- Plants adjust their size and reproductive effort in response to numerous selection pressures and constraints. The self-thinning law describes a well-known trade-off between size and density. Plants also trade-off investment into growth vs. sexual reproduction, as described by life-history theory.
- We build on past work on plant allometry and life history by examining both self-thinning and size-dependent reproduction in a single plant species, the saltmarsh grass Spartina alterniflora, across a wide range of settings: three landscape positions, two habitats and eight sites, across sixteen years.
- Plants in different landscape positions and years varied tremendously in size and shoot density. However, all this variation could be explained by a single allometric relationship consistent with the self-thinning law, but with a lower slope. Flowering was size-dependent, and the size at which plants had a 50% probability of flowering varied among habitat, sites and years. Plants that were stressed reproduced at a smaller size than plants that were growing under good conditions, and this pattern was consistent among habitat, sites and years. Finally, reproductive biomass and the proportion of shoots flowering increased with increasing vegetative size (plant height or shoot biomass). Combining these two patterns, S. alterniflora plants growing high density are small and reproduce at a smaller size than large plants growing at low density.
- Although there is tremendous spatial and temporal variation in S. alterniflora growth and reproductive patterns, all this variation can be understood as resulting from two simple allometric trade-offs. Because saltmarsh plants often occur in monospecific stands, they may serve as simple, model systems for studies of plant life history.
A free Plain Language Summary can be found within the Supporting Information of this article.
The clonal nature of plants means that they can vary tremendously in size, shape and reproductive investment among individuals and populations. This variation presents challenges to any attempt to describe and study plant populations (Harper, 1977; Niklas, 1994). One way to organize our thinking about this variation is the −3/2 self-thinning law (Gorham, 1979; Yoda, Kira, Ogawa, & Hozumi, 1963), which predicts that population density decreases as a power function of plant size (Enquist, Brown, & West, 1998). Thus, populations representing plants that differ greatly in density and size may simply represent different locations along a single allometric relationship. However, it is unclear whether the slope of relationship between shoot density and plant size is a constant (−3/2) or whether it varies depending on environmental conditions (Bai et al., 2010; Dai et al., 2009; Deng et al., 2006; Morris, 2002).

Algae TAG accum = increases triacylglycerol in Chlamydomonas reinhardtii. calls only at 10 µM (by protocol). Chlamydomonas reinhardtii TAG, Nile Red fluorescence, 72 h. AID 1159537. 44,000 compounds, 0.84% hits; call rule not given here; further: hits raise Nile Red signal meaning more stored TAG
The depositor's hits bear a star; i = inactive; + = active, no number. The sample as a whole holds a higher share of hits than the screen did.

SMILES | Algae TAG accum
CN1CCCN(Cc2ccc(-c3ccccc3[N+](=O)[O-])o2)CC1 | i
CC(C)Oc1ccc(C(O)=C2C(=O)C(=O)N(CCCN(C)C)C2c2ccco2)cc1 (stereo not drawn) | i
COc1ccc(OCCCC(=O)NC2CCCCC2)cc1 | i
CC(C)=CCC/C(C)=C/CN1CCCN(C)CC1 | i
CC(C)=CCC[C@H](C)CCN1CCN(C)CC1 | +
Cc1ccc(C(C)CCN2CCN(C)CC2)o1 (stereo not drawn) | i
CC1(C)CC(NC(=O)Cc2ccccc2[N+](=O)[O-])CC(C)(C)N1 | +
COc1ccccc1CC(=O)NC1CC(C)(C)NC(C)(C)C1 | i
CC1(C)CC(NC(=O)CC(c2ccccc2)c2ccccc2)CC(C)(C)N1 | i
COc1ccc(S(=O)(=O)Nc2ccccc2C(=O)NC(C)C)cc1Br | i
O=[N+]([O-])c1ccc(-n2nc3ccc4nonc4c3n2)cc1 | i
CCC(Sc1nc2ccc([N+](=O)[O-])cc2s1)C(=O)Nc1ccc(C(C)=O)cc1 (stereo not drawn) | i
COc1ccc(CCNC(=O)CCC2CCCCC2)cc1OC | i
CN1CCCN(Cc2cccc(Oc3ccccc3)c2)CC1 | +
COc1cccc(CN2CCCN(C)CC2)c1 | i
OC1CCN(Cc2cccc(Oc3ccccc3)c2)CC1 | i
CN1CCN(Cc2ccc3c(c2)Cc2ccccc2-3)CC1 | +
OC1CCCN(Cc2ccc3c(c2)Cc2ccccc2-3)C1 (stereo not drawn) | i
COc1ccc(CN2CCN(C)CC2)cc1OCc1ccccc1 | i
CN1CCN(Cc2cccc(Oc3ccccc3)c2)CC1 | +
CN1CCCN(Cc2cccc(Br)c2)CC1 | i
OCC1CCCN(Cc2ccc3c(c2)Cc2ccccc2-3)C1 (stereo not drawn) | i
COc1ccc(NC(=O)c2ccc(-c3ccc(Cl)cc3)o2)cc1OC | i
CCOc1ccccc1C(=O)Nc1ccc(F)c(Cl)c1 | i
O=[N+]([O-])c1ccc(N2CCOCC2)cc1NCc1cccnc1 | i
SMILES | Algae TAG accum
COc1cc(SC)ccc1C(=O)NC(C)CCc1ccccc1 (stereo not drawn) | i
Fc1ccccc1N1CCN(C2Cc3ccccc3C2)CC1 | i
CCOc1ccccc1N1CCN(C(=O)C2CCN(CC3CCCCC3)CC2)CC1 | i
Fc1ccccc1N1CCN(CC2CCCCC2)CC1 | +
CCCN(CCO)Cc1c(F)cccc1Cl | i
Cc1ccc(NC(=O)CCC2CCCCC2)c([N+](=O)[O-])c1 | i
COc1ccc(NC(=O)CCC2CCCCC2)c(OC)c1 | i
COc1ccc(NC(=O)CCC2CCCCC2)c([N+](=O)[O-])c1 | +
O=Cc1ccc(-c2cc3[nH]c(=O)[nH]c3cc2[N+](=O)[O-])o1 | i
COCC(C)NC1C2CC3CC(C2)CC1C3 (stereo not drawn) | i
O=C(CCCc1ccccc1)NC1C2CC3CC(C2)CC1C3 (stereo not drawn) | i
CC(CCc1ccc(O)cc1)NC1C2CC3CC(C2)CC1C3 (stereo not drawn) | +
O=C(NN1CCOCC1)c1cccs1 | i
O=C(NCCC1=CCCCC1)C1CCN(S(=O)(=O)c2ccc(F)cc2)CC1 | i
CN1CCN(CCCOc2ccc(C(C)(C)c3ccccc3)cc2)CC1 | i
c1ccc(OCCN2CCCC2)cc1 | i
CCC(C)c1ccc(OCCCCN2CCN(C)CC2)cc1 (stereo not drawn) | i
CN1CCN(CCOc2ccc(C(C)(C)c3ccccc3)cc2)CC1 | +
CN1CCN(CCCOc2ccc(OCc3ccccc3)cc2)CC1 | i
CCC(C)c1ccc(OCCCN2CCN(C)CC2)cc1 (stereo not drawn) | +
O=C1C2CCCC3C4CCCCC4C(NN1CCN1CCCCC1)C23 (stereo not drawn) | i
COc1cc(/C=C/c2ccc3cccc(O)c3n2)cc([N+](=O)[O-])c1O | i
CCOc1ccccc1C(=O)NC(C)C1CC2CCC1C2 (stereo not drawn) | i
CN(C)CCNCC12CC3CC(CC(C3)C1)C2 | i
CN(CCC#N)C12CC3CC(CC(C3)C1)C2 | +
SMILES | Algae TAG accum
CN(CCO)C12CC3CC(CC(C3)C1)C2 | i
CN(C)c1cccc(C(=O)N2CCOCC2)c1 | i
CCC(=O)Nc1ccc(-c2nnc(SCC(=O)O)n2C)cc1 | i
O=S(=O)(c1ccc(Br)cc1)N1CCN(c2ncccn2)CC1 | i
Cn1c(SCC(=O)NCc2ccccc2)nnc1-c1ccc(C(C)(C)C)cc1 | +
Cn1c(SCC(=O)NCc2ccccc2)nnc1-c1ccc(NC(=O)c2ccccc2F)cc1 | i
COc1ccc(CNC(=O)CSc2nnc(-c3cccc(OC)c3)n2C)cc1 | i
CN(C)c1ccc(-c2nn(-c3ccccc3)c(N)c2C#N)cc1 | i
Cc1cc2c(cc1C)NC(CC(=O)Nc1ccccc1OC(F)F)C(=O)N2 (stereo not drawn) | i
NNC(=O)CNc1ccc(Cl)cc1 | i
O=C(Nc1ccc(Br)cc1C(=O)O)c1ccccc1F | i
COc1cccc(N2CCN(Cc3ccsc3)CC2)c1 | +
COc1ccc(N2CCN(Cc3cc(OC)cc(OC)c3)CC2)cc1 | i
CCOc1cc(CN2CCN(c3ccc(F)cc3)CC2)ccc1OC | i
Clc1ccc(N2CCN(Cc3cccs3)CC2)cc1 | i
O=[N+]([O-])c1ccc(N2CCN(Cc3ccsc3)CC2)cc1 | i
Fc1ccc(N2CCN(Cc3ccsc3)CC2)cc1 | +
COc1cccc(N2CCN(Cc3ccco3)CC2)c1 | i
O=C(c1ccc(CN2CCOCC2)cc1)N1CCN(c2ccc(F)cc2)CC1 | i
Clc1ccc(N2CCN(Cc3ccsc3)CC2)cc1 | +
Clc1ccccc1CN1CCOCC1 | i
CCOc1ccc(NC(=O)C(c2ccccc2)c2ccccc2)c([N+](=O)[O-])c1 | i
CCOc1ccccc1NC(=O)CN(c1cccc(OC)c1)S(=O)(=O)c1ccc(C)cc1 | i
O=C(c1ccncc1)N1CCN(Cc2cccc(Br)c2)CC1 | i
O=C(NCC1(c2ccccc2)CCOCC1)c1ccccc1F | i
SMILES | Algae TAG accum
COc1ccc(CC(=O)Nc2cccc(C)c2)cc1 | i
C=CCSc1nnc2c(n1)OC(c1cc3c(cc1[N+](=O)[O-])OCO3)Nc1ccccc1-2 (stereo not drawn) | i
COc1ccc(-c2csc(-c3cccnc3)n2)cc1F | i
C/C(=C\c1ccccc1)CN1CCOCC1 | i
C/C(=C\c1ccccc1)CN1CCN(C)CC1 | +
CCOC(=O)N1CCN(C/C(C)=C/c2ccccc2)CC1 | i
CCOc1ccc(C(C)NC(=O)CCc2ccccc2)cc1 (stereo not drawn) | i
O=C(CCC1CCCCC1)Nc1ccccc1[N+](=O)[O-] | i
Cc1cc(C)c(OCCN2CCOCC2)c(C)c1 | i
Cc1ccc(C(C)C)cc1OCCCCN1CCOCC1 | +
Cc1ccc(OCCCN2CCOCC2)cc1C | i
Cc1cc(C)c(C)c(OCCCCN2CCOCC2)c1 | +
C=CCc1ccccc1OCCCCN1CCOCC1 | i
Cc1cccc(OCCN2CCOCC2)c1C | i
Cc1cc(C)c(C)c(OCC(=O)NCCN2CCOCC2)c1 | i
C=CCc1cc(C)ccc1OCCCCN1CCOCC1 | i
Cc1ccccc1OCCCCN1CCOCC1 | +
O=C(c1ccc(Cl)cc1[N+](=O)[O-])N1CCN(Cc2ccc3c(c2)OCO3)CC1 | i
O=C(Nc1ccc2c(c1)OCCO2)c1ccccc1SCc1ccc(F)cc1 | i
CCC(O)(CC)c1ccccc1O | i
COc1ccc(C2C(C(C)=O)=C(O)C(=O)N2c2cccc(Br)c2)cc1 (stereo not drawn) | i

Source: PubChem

Another way to organize our thinking about variation in plant phenotype is life-history theory, which states that the optimum size for reproduction is a function of trade-offs between survival, fecundity and (for iteroparous species) the costs of reproduction (Berrigan & Koella, 1994; Kachi & Hirose, 1985; Kozłowski & Wiegert, 1987; Stearns & Koella, 1986). For semelparous plants, life-history theory predicts a threshold size or age that must be attained before plants start to flower. This threshold size or age may vary depending on the environment in which populations grow (Clauss & Aarssen, 1994; Wesselingh, Klinkhamer, De Jong, & Boorman, 1997) because this determines both survivorship curves and the fecundity at each size or age (Koons, Metcalf, & Tuljapurkar, 2008; Wesselingh & De Jong, 1995).
For plants that do flower, life-history theory also predicts how plants should allocate biomass between sexual reproduction and growth (Begon, Townsend, & Harper, 2006). The patterns of allocation reflect evolved strategies resulting from different selection pressures and constraints (Weiner, 2004). Allocation patterns have usually been described and analysed as ratios, such as reproductive effort (flowering ratio or percentage of reproductive biomass). However, plant allocation is usually allometric, changing with plant size (Weiner, 2004), so allocation patterns also can be understood using allometric relationships (e.g. plots of reproductive vs. vegetative biomass). A number of studies have examined allometric relationships between reproductive and vegetative investment within populations (Ohlson, 1988; Sugiyama & Bazzaz, 1998; Thompson, Weiner, & Warwick, 1991; Weiner, Campbell, Pino, & Echarte, 2009).
Although a large number of studies have examined self-thinning and life-history variation in plants, many of these have been done in artificial settings or with a limited number of field populations, and few studies have integrated investigations of both topics. Here, we seek to build on past work by examining allometric and life-history variation in a single species of saltmarsh plant, the grass S. alterniflora, in natural populations representing three landscape positions, two habitats and eight sites across sixteen years. An advantage of working in saltmarshes is that plants often occur in large, monospecific stands (Pennings & Bertness, 2001), allowing allometric and life-history variation in a single species to be studied without complications arising from interspecific interactions. In addition, saltmarsh habitats contain strong abiotic gradients related to elevation and freshwater input that affect plant growth (Richards, Pennings, & Donovan, 2005; Więski & Pennings, 2014). How these gradients affect allometry and reproduction has not been investigated in detail (but see Ellison, 1987).